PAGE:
New Scholars' Conference in Citizenship Studies

On Friday, February 27, 2004, the Center hosted a conference highlighting recent work in citizenship studies by advanced graduate students and junior-level professors. The initial call for papers generated considerable international interest and the Center received 40 abstracts from a number of countries. From these abstracts, the Center and its Advisory Board selected nine presenters for the conference.

Joan W. Scott, the Center’s distinguished scholar-in-residence delivered the conference’s keynote address. The title of Professor Scott’s address was “French Universalism in the 1990s.” The following is a brief précis of her speech: In June, 2000, passed a law that now requires that half of all candidates for elective office be women. It is referred to as the 'parity law.' Joan Scott examines the way in which the feminists who organized the successful campaign for passage of the law argued for it, placing their demands carefully within the context of French republican political theory. The law is not about quotas (as most Americans assume), nor is it about the state imposing political correctness on its citizens. Rather the parity law was overwhelmingly endorsed by public opinion and, for that reason became a prudent measure for politicians to endorse. The argument for parity was, at the outset, neither essentialist nor separatist; it was not about the particular qualities women would bring to politics, nor about the need to address a special women's interest. Instead--and this is what the lecture will explore--the original argument was rigorously universalist. This study of a recent French feminist movement's attempt to refigure universalism addresses a set of questions much debated by philosophers, psychoanalysts and feminist theorists: What is the relationship between anatomical difference and its symbolic representation? Is sexual difference a fixed or mutable phenomenon? The parity movement offers a case study through which these questions can be explored.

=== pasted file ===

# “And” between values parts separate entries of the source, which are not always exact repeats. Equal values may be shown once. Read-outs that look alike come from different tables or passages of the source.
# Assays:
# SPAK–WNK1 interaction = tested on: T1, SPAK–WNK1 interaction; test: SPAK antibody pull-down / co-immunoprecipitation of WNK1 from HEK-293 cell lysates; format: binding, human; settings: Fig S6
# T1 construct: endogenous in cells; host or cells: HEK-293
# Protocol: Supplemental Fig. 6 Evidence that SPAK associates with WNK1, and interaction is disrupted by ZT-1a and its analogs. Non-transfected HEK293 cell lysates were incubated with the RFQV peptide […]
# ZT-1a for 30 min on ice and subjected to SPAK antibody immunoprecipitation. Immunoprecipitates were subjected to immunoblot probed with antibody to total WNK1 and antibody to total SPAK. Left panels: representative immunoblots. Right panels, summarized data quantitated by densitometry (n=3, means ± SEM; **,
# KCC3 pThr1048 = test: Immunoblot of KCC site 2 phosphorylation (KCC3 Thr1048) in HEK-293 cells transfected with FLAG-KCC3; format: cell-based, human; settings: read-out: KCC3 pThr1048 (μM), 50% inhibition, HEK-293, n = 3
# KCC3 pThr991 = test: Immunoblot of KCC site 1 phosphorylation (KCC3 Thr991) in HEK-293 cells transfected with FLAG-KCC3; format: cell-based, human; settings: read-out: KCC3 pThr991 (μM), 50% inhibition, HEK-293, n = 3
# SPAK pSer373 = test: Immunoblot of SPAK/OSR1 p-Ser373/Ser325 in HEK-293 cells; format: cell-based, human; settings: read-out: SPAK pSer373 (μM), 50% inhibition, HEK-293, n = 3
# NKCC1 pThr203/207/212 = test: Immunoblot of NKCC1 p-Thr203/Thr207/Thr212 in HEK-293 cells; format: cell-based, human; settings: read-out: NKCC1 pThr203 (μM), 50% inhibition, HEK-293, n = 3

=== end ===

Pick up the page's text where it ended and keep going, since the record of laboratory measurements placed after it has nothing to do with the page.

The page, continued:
Call for Papers

Conference Program  

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